National News

Honouring life’s final stage

High rates of COVID-19 infection and death in Canada’s long-term care homes have drawn increased attention to their quality of care, and have spurred announcements by provincial and federal governments of new measures intended to improve it, including billions of dollars in new spending.

‘No, they weren’t in vain’

The rapid collapse of the Western-backed Afghan government this year following the withdrawal of U.S. forces and subsequent return to power of the Taliban have prompted discussion about the legacy of the war in Afghanistan. Canadian troops were deployed in Afghanistan from 2001 to 2014, making the conflict Canada’s longest war.

Long-term care and ‘the great revealer’

When military personnel were deployed to long-term care homes in Ontario and Quebec during the pandemic’s first wave in the spring of 2020, they encountered a system that some had said was in dire need of change even before the pandemic. But COVID-19 brought increased public attention to the system’s shortcomings as it spread through long-term care homes across the country.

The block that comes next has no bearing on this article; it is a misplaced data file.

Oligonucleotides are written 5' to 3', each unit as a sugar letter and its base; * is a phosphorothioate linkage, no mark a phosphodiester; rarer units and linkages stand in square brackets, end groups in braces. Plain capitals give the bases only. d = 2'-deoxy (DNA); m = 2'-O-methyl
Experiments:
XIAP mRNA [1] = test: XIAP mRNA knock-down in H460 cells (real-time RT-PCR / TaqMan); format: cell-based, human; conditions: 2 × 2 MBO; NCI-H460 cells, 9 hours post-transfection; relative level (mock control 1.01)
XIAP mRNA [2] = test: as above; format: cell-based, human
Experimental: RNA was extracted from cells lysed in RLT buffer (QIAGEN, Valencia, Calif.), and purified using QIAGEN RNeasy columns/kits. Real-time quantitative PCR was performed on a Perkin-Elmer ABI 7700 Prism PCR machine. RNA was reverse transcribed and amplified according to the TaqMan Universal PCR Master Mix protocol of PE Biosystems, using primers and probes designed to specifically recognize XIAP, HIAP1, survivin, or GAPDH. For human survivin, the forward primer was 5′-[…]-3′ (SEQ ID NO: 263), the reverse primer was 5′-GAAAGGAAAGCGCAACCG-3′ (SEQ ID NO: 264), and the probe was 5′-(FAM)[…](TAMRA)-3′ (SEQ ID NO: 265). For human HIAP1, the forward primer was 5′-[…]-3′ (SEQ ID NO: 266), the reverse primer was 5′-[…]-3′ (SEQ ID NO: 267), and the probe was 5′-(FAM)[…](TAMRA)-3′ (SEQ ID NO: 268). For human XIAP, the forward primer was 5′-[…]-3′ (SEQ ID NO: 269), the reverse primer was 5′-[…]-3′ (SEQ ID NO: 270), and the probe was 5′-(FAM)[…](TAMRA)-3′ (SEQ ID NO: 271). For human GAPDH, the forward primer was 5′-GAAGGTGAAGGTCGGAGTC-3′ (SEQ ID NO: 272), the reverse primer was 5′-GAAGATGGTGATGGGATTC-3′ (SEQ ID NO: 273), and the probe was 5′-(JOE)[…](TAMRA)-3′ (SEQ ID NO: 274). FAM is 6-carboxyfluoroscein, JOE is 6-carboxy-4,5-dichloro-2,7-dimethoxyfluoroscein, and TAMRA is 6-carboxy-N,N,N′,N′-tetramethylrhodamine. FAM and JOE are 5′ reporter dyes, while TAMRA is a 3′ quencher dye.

Dioceses wrestle with vaccination rules

As Canada reels from the fourth wave of COVID-19, provinces have been implementing rules that require people to have proof of their vaccination status to enter certain businesses and other venues.

October issue spotlights healing amid trauma

Finding solace in the wake of grief and loss, providing help to those in need, and seeking to right wrongs are themes that pervade the October issue of the Anglican Journal.

Anglican eyewitnesses escape Lytton ‘inferno’

The plumes of smoke over Lytton, B.C. were an “apocalyptic” sight for Melanie Delva. But what the Anglican Church of Canada’s reconciliation animator remembers most from June 30—the day her home and all her possessions were destroyed by the fire, the day Lytton burned to the ground—are the sounds.

Two Hundred and Fifteen

Thoughts recorded two days after the Kamloops Residential school graves were discovered.